macOS 10.14 appears to be getting a dark mode and an Apple News app

See the original posting on The Verge

Apple’s Worldwide Developers Conference is almost here, and the company is expected to unveil updates for its iOS, macOS, tvOS, and watchOS operating systems. Apple appears to have accidentally leaked one upcoming feature coming to macOS 10.14: a dark mode.

Developer Steve Troughton-Smith? discovered a 30-second preview video that shows the development software operating in a dark mode, and he tweeted several screenshots of the upcoming Xcode 10 showing off the setting.

The present macOS currently does have a dark mode feature (under…

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Google’s Pixelbook is on sale for just $750

See the original posting on The Verge

You might scoff at the regular $1,000 price of Google’s excellent Pixelbook. It’s fundamentally just a really nice Chromebook, after all. And paying $1,000 for one of those is a hard mental barrier to break. But would a price drop to $750 be enough to change your mind? For “a limited time,” Google is discounting the laptop by $250. The sale is good at Google’s online store and Best Buy.

That entry-level Pixelbook has a Core i5 processor, 128GB of storage, and 8GB of RAM. To be honest, that seems like all I would ever need out of a machine like this for the foreseeable future. But if you want to load the thing up, the $250 promotional discount also applies to the higher SKUs. So the model with 256GB storage drops to $950 and the maxed out…

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Buck Converter Efficiency

See the original posting on Hackaday

We always appreciate when someone takes the time to build something and then demonstrates what different design choices impact using the real hardware. Sure, you can work out the math and do simulations, but there’s something about having real hardware that makes it tangible. [Julian Ilett] recently posted two videos that fit this description. He built a buck converter and made measurements about its efficiency using different configurations.

The test setup is simple. He monitors the drive PWM with a scope and has power meters on the input and output. That makes it easy to measure the efficiency since it …read more

A 4K TV sale, Google Home Mini bundles, and up to $300 off the Galaxy S9

See the original posting on The Verge

Memorial Day may be over, but some of the best tech deals we’ve seen this year are just beginning. If you’re in the market for a new TV, Samsung’s QLED TVs are some of the best available. You can pick up the 49-inch ClassQ6F version at Samsung today for $799.99, a full $500 off MSRP. If you’re looking for something a little more affordable, Walmart is running a sale on mid-priced 4K TVs — both the 43-inch Vizio Class FHD and Hisense’s 49-inch Smart LED TV are on sale for for $219.99 each. (The Hisense is a better deal, since it’s usually priced at $349.99.)

PC gamers may also want to check out some of the monitors on sale this weekend. B&H is running a sale on computer monitors through midnight tonight, June 2nd. The best deal is…

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Atari Launches Linux Gaming Box Starting at $199

See the original posting on Slashdot

An anonymous reader quotes
Attempts to establish Linux as a gaming platform have failed time and time again, with Valve’s SteamOS being the latest high-profile casualty. Yet, Linux has emerged as a significant platform in the much smaller niche of retro gaming, especially on the Raspberry Pi. Atari has now re-emerged from the fog of gaming history with an Ubuntu-based Atari VCS gaming and media streaming console aimed at retro gamers. In addition to games, the Atari VCS will also offer Internet access and optional voice control. With a Bluetooth keyboard and mouse, the system can be used as a standard Linux computer.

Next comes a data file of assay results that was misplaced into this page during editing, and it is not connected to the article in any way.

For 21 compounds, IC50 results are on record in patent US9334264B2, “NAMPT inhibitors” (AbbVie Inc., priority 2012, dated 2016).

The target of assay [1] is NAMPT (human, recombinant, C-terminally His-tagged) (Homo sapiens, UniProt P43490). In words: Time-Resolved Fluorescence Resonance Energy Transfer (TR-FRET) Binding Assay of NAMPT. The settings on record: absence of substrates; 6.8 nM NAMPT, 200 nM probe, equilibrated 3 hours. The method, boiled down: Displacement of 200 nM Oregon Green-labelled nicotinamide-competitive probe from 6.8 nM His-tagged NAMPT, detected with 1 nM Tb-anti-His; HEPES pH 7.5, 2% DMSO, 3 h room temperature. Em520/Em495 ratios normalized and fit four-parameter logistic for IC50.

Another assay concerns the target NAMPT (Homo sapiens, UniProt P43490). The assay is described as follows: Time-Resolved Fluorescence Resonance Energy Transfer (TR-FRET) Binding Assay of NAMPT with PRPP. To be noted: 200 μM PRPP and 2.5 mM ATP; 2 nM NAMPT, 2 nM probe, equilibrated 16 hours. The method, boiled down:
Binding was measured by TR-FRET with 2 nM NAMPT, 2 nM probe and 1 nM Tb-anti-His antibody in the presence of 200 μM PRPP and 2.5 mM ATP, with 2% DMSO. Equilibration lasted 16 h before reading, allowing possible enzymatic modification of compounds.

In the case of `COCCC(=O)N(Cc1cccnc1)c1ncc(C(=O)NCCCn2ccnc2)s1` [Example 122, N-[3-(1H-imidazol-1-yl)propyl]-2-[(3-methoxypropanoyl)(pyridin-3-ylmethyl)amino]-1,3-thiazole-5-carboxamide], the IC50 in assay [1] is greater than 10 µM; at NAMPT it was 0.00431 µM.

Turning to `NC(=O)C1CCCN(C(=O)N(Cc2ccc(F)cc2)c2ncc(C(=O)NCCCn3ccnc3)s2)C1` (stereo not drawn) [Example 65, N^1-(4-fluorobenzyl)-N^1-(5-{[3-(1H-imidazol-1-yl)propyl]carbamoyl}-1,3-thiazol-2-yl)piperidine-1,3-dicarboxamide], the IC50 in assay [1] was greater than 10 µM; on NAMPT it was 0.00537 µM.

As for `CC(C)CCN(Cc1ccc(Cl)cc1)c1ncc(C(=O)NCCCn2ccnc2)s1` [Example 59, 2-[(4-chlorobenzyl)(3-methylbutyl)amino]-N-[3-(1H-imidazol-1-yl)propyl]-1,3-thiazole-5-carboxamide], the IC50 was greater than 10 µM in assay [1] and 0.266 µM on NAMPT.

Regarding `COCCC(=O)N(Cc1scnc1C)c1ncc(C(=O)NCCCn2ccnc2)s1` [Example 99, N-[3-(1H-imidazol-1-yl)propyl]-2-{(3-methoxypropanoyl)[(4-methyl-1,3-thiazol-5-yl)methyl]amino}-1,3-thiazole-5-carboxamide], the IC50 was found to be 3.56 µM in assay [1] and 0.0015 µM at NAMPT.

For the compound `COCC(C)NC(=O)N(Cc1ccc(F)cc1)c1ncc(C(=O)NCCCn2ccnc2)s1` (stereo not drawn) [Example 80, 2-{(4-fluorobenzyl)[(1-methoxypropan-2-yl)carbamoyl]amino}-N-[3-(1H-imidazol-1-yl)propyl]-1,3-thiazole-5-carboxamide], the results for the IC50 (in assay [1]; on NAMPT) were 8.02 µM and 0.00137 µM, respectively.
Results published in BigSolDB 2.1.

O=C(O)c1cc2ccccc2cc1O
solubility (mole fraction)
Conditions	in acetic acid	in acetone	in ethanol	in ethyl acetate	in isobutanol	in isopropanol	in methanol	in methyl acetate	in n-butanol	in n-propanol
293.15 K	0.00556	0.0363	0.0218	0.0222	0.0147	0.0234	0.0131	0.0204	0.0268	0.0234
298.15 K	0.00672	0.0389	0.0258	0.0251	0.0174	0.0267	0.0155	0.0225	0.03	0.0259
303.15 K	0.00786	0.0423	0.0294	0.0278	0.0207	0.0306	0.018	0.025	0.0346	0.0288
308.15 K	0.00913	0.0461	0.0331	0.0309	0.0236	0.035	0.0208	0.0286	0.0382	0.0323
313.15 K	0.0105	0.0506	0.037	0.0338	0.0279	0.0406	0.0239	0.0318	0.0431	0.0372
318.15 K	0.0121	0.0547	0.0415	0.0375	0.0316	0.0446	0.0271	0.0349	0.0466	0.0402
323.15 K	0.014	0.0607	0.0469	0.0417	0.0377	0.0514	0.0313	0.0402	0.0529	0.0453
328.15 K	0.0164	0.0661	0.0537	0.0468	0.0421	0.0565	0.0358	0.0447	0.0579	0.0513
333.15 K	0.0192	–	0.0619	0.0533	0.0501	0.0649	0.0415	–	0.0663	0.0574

The catch is that the already delayed systems won’t ship until July 2019… By the launch date, Atari plans to have “new and exclusive” games for download or streaming, including “reimagined classic titles from Atari and other top developers,” as well as multi-player games. The Atari VCS Store will also offer video, music and other content… The hardware is not open source, and the games will be protected with HDCP. However, the Ubuntu Linux stack based on Linux kernel 4.10 is open source, and includes a “customizable Linux UX.” A Linux “sandbox” will be available for developing or porting games and apps. Developers can build games using any Linux compatible gaming engine, including Unity, Unreal Engine, and Gamemaker. Atari also says that “Linux-based games from Steam and other platforms that meet Atari VCS hardware specifications should work.”
Atari boasts this will be their first device offering online multi-player experiences, and the device will also come pre-loaded with over 100 classic Atari games.
An Indiegogo campaign this week seeking $100,000 in pre-orders has already raised over $2.2 million from 8808 backers.

Read more of this story at Slashdot.

You can now preorder HP’s Chromebook x2 from Best Buy

See the original posting on The Verge

HP’s iPad Pro competitor is finally ready to ship. Best Buy has opened preorders for the HP Chromebook x2, the second tablet to run Chrome OS after Acer’s Tab 10, as spotted by Android Central.

Unlike the Tab 10, the HP Chromebook x2 is designed to appeal to professionals. It has an Intel Core m3 processor, 32GB of storage, 4GB of RAM, a 2400 x 1600 display, two USB-C ports, 13MP rear and 5MP front cameras, stereo speakers, a microSD card slot, and a headphone jack. It will also run for 10.5 hours on a single charge.

You can pick up the HP Chromebook x2 from Best Buy for $599, with an expected shipping date of June 7th. (Although Best Buy is currently showing an option for in-store pickup today, so you may be able to snag one early.)

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Get Arduino-savvy with this 9-course training

See the original posting on Boing Boing

Contrary to popular belief, you don’t need to be a degree-toting engineer to create your own DIY electronics. In fact, with the advent of the Arduino platform, understanding the essentials of programming, robotics, and electronics is more accessible than ever before. The Pay What You Want: 2018 Arduino Enthusiast E-Book Bundle can get you creating on this user-friendly platform, and it’s available for a price you get to choose.

Here’s how the deal works: Simply pay what you want, and you’ll instantly unlock one of the collection’s ten ebooks. Beat the average price paid, and you’ll get the remaining nine at no extra charge.